For Northern Virginia families hoping to send their kids to Thomas Jefferson High School for Science and Technology—the top-ranked public high school in the country—today (September 16) is a big day.
That’s when the Fourth Circuit Court of Appeals will hear oral arguments in Coalition for TJ v. Fairfax County School Board to determine whether Thomas Jefferson High School’s new admissions process unconstitutionally discriminates against Asian Americans. (You can listen to the livestream of oral arguments here.)
When Pacific Legal Foundation won a victory in this case in the district court, parents and alumni were ecstatic. The school, dubbed TJ by locals, has a reputation for attracting bright young minds and challenging them with a rigorous workload that can catapult them into a rewarding career in STEM. Getting into TJ will change a child’s life—which is why the admissions process should be fair and open to all, regardless of race.
The district court’s February ruling in our favor “reaffirms that TJ’s admissions should be based on merit,” Virginia Governor Glenn Youngkin said at the time.
But everyone’s relief was short-lived: The school board appealed the victory, and the Fourth Circuit stayed the district court’s decision until the appeals process is resolved—allowing the discriminatory admissions process to remain in place. The Supreme Court declined to step in.
Today is PLF’s opportunity to convince the Fourth Circuit that the district court correctly concluded TJ’s new admissions process violates the Equal Protection Clause of the Constitution.
Here are five things you should know as we go into oral arguments:
In text messages published by The Wall Street Journal, one school board member pointed out to another that the admissions change “will whiten our schools and kick [out] Asians. How is that achieving the goal of diversity?”
In another exchange, a school board member texted, “I mean there has been an anti-Asian feel underlying some of this, hate to say it lol!” Another member replied: “Of course it is.”
It was America’s public school system and its culture of meritocracy that allowed me, an immigrant girl from India who arrived at age 4 not knowing a word of English, to become a reporter for The Wall Street Journal at age 23. But now, as my high school classmates and I mark 40 years since graduation, a war on merit is raging. We can’t afford to lose this ideal. The price would be too steep for our nation’s competitive place in the world and, more important, for our nation’s kids, who thrive when they are challenged and motivated to work hard and aim high.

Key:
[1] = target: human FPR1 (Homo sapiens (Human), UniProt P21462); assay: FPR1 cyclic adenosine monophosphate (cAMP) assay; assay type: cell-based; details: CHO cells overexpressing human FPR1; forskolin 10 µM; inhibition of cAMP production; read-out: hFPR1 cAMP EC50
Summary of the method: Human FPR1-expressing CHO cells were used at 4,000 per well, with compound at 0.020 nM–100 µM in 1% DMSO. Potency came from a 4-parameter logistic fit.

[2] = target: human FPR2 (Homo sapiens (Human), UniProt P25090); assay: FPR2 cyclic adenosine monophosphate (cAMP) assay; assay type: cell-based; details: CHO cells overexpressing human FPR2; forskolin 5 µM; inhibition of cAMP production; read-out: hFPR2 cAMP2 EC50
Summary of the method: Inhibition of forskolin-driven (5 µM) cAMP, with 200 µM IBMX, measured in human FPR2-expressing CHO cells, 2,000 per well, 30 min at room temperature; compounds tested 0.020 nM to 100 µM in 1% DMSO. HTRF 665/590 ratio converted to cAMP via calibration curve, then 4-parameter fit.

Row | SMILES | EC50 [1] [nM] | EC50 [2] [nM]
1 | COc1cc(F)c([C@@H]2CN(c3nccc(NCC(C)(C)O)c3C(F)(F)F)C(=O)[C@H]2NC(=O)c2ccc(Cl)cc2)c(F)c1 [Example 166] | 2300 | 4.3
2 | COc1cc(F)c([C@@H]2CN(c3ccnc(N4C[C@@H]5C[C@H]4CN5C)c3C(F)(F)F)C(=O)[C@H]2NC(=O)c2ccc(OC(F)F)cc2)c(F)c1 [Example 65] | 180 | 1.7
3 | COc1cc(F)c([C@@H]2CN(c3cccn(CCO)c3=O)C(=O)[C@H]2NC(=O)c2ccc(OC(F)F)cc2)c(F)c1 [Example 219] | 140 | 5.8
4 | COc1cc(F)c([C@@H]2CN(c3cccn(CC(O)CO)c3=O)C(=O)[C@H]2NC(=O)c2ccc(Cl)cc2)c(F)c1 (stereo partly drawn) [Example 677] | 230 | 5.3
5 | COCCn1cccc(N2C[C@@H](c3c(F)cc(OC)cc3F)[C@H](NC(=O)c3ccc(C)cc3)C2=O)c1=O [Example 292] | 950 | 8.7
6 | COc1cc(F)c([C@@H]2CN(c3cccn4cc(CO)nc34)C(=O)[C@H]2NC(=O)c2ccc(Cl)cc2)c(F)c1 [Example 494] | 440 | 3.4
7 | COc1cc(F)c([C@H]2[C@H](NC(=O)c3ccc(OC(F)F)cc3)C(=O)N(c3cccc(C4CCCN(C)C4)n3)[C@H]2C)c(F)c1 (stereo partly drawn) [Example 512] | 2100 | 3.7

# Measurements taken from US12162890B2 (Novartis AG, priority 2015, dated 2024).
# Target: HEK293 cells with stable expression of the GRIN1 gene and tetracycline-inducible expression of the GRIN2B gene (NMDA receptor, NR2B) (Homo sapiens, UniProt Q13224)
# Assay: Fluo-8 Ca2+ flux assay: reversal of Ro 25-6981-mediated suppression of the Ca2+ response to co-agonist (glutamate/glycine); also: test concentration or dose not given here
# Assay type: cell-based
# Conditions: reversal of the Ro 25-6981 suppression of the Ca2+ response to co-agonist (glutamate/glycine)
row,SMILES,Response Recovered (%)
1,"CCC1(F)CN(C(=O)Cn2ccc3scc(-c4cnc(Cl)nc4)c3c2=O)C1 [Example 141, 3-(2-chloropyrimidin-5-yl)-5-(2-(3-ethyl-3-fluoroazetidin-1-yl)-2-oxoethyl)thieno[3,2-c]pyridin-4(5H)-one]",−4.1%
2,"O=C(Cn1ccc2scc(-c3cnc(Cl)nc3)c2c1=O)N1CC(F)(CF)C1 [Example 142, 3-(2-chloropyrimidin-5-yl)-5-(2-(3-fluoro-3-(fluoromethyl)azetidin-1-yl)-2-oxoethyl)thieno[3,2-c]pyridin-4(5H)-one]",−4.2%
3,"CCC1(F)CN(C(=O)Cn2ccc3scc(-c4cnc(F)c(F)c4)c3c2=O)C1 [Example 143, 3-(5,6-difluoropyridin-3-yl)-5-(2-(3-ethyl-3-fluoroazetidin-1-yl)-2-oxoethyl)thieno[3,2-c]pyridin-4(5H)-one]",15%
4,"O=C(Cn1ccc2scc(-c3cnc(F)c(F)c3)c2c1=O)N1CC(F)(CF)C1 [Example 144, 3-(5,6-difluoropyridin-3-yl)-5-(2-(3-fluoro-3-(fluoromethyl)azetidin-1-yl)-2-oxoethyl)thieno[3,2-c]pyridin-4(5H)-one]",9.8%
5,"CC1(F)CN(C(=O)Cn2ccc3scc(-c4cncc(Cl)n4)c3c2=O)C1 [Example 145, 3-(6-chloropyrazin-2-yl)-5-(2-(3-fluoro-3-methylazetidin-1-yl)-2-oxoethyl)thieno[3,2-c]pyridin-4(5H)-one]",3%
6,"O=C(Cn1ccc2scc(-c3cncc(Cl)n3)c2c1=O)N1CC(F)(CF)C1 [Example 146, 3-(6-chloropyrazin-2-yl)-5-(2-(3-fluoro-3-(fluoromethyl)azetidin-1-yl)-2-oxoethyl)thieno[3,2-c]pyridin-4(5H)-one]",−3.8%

Merit demands excellence and rigor. It is not, as its critics often insist, an elitist, classist or racist value. It acknowledges that all kids have talents.
To hear more from Nomani, read PLF’s interview with her.
“TJ’s mission is critically important to the Commonwealth’s, and the country’s, competitiveness,” Virginia wrote in its brief. “TJ provides a highly challenging, world-class education for gifted high-school students, focusing on science, technology, and math. The students it educates are this country’s future scientists, researchers, inventors, doctors, and engineers.”
The Asian American Coalition for Education pointed out that “[d]eficiencies in K-8 education cannot be addressed by racially balancing TJ and other academic high schools. All that would accomplish is to destroy these schools’ academic natures, depriving Americans of all ethnicities of a valuable public resource. Then only the wealthy would have access to superior education.”
TJ “is a school specifically designated for gifted education,” the Fairfax County Parents Association reminded the court in its brief. “[N]ot every student interested in STEM is gifted in a way that necessitates a different curriculum for them to achieve their full potential.”
Dutta explained to reporters that the admissions change at TJ pushed her and other parents to become more involved in the public education system. “It was so unfair for the students to see that their hard work wouldn’t count—that merit wouldn’t count,” she said. “That there were other forces at play here by adults to discount them, devalue merit, and that’s what infuriated parents to see that would happen in America. So that’s why people like me who didn’t have an activist bone in their body stepped up and said, you know, this has got to stop, let’s just let kids succeed.”